PRINT Summer 1993


Mourning (the Sadness) finds itself in the in-between. I mean, it (the Sadness) is a stuttering toward a word which will not . . . out. One word—not a word but an acronym for the experience beyond it: DEATH.

Bodies come and go (I am stuttering now) but only in memory, only without pain—not “real” (the memory of that dead person’s alive smell, say) but as flat as demanding no space whatsoever, no reflection whatsoever.

Which images are tolerable in the Sadness? Images that are in between, representative of the Sadness (Mourning) and therefore able to transcend it. One image that is in between: Jaye Davidson. Between colored and not colored, male and female, kindness and not kindness. What a peculiar spelling of a boy’s name—the feminizing “e” on the end: a declaration on its own insistence to . . . what? (I am stuttering now.) Probably some people are born to insist, just by their physicality, on exposing the culture’s dishonesty vis-à-vis the body. Did you know it was a man? I did not seek Jaye Davidson in order to define my thought around Jaye Davidson, but he (it) may insist on this nevertheless as he/she/it does in The Crying Game: “Give me a bit more babe, a bit more . . . more endearment.”

Psycho was about Mourning (the Sadness) and marketed like The Crying Game as a secret (“Don’t tell your friends about the surprise ending!” one advertisement for Hitchcock’s film reads). Like The Crying Game, Psycho was about the idea of the feminine body as dupe: a mother, a girl not in evidence. That is my desire sometimes: a shape I cannot define, the thing not in evidence but imagined to be so.

Jaye Davidson, real and imagined, lives in between him-/herself as an “it.” I went to London to find this out (and to find my desire for Jaye Davidson out) but it/he/she would not be found. One press agent: “Jaye doesn’t do the press.” If not the press, would Jaye “do” me? (Selfish to the end, I am. In The Crying Game, Jaye Davidson cries for one man at first: Forest Whitaker. Because I have mourned for others it is possible to imagine that Jaye Davidson would mourn for me, having once been large and colored too. That is how movies work.) Would my stuttering be a press card Jaye Davidson would honor? Would I eventually ask Jaye Davidson the baby question I ask of everyone: Are you my mother?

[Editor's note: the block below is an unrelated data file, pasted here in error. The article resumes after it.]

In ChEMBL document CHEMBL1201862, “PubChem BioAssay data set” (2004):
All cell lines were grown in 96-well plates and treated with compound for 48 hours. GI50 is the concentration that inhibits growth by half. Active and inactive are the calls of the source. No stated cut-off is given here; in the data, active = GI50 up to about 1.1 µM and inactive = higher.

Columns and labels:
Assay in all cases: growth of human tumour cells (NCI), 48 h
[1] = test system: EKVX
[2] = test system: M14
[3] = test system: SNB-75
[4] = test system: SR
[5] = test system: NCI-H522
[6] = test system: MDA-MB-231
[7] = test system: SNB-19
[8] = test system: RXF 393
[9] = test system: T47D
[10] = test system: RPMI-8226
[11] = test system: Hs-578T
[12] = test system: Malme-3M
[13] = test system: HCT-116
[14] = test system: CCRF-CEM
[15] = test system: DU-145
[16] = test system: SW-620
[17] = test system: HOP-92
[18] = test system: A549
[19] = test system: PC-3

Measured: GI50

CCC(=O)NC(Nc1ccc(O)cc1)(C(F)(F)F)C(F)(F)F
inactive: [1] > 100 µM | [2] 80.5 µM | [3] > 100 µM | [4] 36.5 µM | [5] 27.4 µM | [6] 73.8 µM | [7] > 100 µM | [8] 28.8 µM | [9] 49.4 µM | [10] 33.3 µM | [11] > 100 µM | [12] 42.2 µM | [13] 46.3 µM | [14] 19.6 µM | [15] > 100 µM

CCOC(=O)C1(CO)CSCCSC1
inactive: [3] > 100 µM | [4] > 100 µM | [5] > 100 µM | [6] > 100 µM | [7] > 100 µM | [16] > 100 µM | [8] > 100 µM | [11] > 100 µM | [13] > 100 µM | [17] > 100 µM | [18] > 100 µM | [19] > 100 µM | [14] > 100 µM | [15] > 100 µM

In Patricia Bosworth’s biography of Montgomery Clift, there is a photograph of Montgomery Clift and Elizabeth Taylor on the lot during the filming of A Place in the Sun. Twins they are—heavily browed, belonging to one another through what the world will make of their bodies. Jaye and I may not be photographed together on a lot, but I know a similar photograph is coming. It is in the making as I write this.

In the Sadness (Mourning) I make of Jaye Davidson these things: my last chance to understand desire emptied (nearly) of meaning; to understand an “e” is just an “e”; that it/he/she is just desire, and that is a loan; that the in-between is the bed we will eventually lie in and then make, each for the other.

Hilton Als is a staff writer at The Village Voice and a frequent contributor to Artforum.